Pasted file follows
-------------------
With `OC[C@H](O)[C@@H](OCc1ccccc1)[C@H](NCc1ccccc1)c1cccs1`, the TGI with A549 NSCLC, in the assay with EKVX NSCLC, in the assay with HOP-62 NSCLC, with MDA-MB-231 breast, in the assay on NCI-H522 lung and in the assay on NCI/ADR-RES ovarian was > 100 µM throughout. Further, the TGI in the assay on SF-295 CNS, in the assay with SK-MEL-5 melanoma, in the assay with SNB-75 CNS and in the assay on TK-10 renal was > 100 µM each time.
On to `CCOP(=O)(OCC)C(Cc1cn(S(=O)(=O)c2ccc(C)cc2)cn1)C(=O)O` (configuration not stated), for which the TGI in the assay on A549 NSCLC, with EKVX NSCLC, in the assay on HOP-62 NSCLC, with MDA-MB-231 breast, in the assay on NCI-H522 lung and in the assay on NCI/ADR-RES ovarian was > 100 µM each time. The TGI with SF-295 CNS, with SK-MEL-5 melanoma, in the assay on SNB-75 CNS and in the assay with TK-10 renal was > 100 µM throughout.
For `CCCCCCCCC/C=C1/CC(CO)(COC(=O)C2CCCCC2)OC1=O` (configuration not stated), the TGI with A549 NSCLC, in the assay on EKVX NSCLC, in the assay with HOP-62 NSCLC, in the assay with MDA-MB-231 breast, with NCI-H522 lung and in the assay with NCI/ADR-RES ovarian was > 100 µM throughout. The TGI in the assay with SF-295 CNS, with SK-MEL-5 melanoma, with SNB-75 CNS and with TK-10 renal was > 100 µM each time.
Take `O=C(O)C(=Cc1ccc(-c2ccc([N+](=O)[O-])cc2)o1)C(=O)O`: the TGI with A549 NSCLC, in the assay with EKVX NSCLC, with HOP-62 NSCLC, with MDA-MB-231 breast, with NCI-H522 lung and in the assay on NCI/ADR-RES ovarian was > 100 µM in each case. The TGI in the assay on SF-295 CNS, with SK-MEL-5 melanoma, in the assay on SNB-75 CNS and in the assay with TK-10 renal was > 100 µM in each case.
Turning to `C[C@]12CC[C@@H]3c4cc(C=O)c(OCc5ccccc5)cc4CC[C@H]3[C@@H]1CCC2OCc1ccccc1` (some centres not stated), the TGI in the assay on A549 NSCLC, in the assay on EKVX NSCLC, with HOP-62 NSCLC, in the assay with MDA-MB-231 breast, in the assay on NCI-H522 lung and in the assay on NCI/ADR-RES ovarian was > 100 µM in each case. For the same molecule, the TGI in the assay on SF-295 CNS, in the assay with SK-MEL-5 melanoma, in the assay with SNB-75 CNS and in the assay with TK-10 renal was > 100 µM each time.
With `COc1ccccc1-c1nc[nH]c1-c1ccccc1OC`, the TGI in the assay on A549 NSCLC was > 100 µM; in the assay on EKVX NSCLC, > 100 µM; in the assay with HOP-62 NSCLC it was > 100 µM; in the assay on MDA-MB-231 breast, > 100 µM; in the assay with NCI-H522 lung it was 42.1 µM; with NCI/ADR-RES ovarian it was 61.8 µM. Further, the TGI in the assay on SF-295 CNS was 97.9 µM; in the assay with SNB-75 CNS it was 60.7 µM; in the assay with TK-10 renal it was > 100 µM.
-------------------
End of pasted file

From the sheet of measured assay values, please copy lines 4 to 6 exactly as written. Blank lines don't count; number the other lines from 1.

Take `O=C(O)C(=Cc1ccc(-c2ccc([N+](=O)[O-])cc2)o1)C(=O)O`: the TGI with A549 NSCLC, in the assay with EKVX NSCLC, with HOP-62 NSCLC, with MDA-MB-231 breast, with NCI-H522 lung and in the assay on NCI/ADR-RES ovarian was > 100 µM in each case. The TGI in the assay on SF-295 CNS, with SK-MEL-5 melanoma, in the assay on SNB-75 CNS and in the assay with TK-10 renal was > 100 µM in each case.
Turning to `C[C@]12CC[C@@H]3c4cc(C=O)c(OCc5ccccc5)cc4CC[C@H]3[C@@H]1CCC2OCc1ccccc1` (some centres not stated), the TGI in the assay on A549 NSCLC, in the assay on EKVX NSCLC, with HOP-62 NSCLC, in the assay with MDA-MB-231 breast, in the assay on NCI-H522 lung and in the assay on NCI/ADR-RES ovarian was > 100 µM in each case. For the same molecule, the TGI in the assay on SF-295 CNS, in the assay with SK-MEL-5 melanoma, in the assay with SNB-75 CNS and in the assay with TK-10 renal was > 100 µM each time.
With `COc1ccccc1-c1nc[nH]c1-c1ccccc1OC`, the TGI in the assay on A549 NSCLC was > 100 µM; in the assay on EKVX NSCLC, > 100 µM; in the assay with HOP-62 NSCLC it was > 100 µM; in the assay on MDA-MB-231 breast, > 100 µM; in the assay with NCI-H522 lung it was 42.1 µM; with NCI/ADR-RES ovarian it was 61.8 µM. Further, the TGI in the assay on SF-295 CNS was 97.9 µM; in the assay with SNB-75 CNS it was 60.7 µM; in the assay with TK-10 renal it was > 100 µM.